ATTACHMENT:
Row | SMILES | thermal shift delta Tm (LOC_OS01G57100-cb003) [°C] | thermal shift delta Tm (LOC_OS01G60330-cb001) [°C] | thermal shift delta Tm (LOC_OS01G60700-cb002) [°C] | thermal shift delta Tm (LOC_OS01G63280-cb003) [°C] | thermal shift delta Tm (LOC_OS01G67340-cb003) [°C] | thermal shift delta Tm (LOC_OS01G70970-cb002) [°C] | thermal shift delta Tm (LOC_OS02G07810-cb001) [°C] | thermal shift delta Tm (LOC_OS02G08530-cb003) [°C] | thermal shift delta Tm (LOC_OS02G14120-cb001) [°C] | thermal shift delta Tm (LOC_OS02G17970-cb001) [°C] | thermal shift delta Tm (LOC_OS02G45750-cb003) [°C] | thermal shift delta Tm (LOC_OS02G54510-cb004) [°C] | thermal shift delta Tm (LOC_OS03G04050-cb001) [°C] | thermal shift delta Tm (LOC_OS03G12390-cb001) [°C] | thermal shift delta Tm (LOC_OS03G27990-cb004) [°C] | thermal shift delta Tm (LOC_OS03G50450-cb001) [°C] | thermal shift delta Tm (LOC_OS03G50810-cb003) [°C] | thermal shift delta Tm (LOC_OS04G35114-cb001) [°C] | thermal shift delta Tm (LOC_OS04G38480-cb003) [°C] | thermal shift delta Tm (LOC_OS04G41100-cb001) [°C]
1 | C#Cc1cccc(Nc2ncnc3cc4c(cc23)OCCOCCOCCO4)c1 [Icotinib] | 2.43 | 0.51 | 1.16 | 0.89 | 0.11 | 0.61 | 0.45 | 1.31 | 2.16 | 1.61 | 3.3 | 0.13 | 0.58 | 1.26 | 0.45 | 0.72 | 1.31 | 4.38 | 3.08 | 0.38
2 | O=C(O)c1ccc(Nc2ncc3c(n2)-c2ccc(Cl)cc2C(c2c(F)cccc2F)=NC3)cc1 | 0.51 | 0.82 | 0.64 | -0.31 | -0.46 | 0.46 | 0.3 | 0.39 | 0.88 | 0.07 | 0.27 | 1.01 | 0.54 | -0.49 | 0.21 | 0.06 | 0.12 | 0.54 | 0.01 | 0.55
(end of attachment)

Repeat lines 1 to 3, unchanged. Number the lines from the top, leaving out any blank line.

Row | SMILES | thermal shift delta Tm (LOC_OS01G57100-cb003) [°C] | thermal shift delta Tm (LOC_OS01G60330-cb001) [°C] | thermal shift delta Tm (LOC_OS01G60700-cb002) [°C] | thermal shift delta Tm (LOC_OS01G63280-cb003) [°C] | thermal shift delta Tm (LOC_OS01G67340-cb003) [°C] | thermal shift delta Tm (LOC_OS01G70970-cb002) [°C] | thermal shift delta Tm (LOC_OS02G07810-cb001) [°C] | thermal shift delta Tm (LOC_OS02G08530-cb003) [°C] | thermal shift delta Tm (LOC_OS02G14120-cb001) [°C] | thermal shift delta Tm (LOC_OS02G17970-cb001) [°C] | thermal shift delta Tm (LOC_OS02G45750-cb003) [°C] | thermal shift delta Tm (LOC_OS02G54510-cb004) [°C] | thermal shift delta Tm (LOC_OS03G04050-cb001) [°C] | thermal shift delta Tm (LOC_OS03G12390-cb001) [°C] | thermal shift delta Tm (LOC_OS03G27990-cb004) [°C] | thermal shift delta Tm (LOC_OS03G50450-cb001) [°C] | thermal shift delta Tm (LOC_OS03G50810-cb003) [°C] | thermal shift delta Tm (LOC_OS04G35114-cb001) [°C] | thermal shift delta Tm (LOC_OS04G38480-cb003) [°C] | thermal shift delta Tm (LOC_OS04G41100-cb001) [°C]
1 | C#Cc1cccc(Nc2ncnc3cc4c(cc23)OCCOCCOCCO4)c1 [Icotinib] | 2.43 | 0.51 | 1.16 | 0.89 | 0.11 | 0.61 | 0.45 | 1.31 | 2.16 | 1.61 | 3.3 | 0.13 | 0.58 | 1.26 | 0.45 | 0.72 | 1.31 | 4.38 | 3.08 | 0.38
2 | O=C(O)c1ccc(Nc2ncc3c(n2)-c2ccc(Cl)cc2C(c2c(F)cccc2F)=NC3)cc1 | 0.51 | 0.82 | 0.64 | -0.31 | -0.46 | 0.46 | 0.3 | 0.39 | 0.88 | 0.07 | 0.27 | 1.01 | 0.54 | -0.49 | 0.21 | 0.06 | 0.12 | 0.54 | 0.01 | 0.55